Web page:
Foreign investment: a good year
Foreign direct investment in Latin America and the Caribbean last year reached a record high of $184 billion last year, according to the latest report by the UN's Economic Commission for Latin America and the Caribbean.
Mexico was the second-biggest recipient with $38 billion, double the figure of the year before, largely due to the acquisition by brewer Anheuser-Busch Inbev of the Modelo beer company for $13 billion.
Foreign investment in Central America reached a record $11 billion, 21 percent higher than the previous year.
Panama was the regional leader at nearly $5 billion, 44 percent, of the total.
Panama was also the largest recipient of foreign investment in Latin America, as a percentage of the value of national production.
Costa Rica was second in Central America, with 25 percent of the total or $2.6 billion.
Each of the other countries of the region trailed by a considerable amount, especially El Salvador, which received less than $200 million, a drop of nearly three quarters, compared to the year before.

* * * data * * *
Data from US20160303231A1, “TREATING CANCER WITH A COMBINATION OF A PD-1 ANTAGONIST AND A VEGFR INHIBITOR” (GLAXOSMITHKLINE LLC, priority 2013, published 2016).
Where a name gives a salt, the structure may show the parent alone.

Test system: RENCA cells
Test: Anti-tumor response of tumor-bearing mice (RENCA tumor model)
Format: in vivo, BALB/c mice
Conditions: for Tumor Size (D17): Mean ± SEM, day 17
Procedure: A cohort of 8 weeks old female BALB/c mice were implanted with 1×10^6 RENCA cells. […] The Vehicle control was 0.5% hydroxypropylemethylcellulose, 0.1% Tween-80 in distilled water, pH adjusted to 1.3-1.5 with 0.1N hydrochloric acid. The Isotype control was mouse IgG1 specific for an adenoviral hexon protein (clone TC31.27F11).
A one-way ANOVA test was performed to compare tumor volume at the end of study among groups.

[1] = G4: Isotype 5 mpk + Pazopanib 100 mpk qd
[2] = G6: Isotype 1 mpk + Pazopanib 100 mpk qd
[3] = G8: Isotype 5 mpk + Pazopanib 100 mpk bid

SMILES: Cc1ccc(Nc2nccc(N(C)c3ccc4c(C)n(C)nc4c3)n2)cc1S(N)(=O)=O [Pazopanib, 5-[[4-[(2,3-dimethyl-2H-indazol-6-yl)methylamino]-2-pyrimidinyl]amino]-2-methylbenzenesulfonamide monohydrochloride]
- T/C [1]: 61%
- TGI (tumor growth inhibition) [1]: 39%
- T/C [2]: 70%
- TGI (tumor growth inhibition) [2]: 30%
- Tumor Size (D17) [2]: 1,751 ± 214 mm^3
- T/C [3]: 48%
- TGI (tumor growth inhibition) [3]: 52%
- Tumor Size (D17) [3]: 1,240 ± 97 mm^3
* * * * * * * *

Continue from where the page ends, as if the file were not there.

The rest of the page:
Investment in the services sector of both Panama and Costa Rica has been the main contributor to growth in foreign investment.
Energy investments have also grown, particularly in wind power.
Firms with investments in the region's wind energy sector include the UK's Globeleq, Spain's Gamesa and Finland's Wärtsilä.
In Guatemala, most of last year's $1.3 billion in foreign investment went to the natural resources sector, in particular three mining projects led by Canadian firms Goldcorp and Tahoe Resources, and Russia's Solway Group.
Telecoms and manufacturing were the main receivers of investment in Honduras, representing a third of a total of $1 billion.
Nicaragua saw a 5 percent growth to $850 million, mainly in the apparel and mining sectors.